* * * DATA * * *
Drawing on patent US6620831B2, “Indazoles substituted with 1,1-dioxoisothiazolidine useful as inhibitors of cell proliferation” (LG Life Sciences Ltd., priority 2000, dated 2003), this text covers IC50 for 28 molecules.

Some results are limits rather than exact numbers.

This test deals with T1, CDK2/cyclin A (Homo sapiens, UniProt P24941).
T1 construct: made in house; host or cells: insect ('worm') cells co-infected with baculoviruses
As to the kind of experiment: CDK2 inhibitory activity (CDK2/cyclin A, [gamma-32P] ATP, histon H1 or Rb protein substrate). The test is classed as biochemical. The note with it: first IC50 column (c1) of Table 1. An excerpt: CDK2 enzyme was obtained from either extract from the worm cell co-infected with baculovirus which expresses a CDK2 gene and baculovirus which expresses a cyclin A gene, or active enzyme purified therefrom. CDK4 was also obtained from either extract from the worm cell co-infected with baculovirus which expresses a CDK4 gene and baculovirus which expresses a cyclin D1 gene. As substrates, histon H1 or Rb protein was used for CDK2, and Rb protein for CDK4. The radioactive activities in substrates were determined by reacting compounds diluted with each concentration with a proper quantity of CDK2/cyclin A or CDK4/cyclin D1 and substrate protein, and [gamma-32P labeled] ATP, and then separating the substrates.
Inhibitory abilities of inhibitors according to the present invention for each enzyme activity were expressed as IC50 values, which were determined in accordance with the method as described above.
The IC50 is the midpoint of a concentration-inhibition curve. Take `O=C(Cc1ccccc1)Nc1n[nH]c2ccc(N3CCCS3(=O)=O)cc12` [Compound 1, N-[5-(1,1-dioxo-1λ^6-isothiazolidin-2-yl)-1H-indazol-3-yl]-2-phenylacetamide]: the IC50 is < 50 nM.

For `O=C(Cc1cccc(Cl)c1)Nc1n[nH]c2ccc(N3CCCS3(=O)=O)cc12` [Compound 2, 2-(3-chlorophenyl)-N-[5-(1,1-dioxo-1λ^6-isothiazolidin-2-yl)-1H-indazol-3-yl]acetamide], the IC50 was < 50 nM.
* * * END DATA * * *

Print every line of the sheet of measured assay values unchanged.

Drawing on patent US6620831B2, “Indazoles substituted with 1,1-dioxoisothiazolidine useful as inhibitors of cell proliferation” (LG Life Sciences Ltd., priority 2000, dated 2003), this text covers IC50 for 28 molecules.

Some results are limits rather than exact numbers.

This test deals with T1, CDK2/cyclin A (Homo sapiens, UniProt P24941).
T1 construct: made in house; host or cells: insect ('worm') cells co-infected with baculoviruses
As to the kind of experiment: CDK2 inhibitory activity (CDK2/cyclin A, [gamma-32P] ATP, histon H1 or Rb protein substrate). The test is classed as biochemical. The note with it: first IC50 column (c1) of Table 1. An excerpt: CDK2 enzyme was obtained from either extract from the worm cell co-infected with baculovirus which expresses a CDK2 gene and baculovirus which expresses a cyclin A gene, or active enzyme purified therefrom. CDK4 was also obtained from either extract from the worm cell co-infected with baculovirus which expresses a CDK4 gene and baculovirus which expresses a cyclin D1 gene. As substrates, histon H1 or Rb protein was used for CDK2, and Rb protein for CDK4. The radioactive activities in substrates were determined by reacting compounds diluted with each concentration with a proper quantity of CDK2/cyclin A or CDK4/cyclin D1 and substrate protein, and [gamma-32P labeled] ATP, and then separating the substrates.
Inhibitory abilities of inhibitors according to the present invention for each enzyme activity were expressed as IC50 values, which were determined in accordance with the method as described above.
The IC50 is the midpoint of a concentration-inhibition curve. Take `O=C(Cc1ccccc1)Nc1n[nH]c2ccc(N3CCCS3(=O)=O)cc12` [Compound 1, N-[5-(1,1-dioxo-1λ^6-isothiazolidin-2-yl)-1H-indazol-3-yl]-2-phenylacetamide]: the IC50 is < 50 nM.

For `O=C(Cc1cccc(Cl)c1)Nc1n[nH]c2ccc(N3CCCS3(=O)=O)cc12` [Compound 2, 2-(3-chlorophenyl)-N-[5-(1,1-dioxo-1λ^6-isothiazolidin-2-yl)-1H-indazol-3-yl]acetamide], the IC50 was < 50 nM.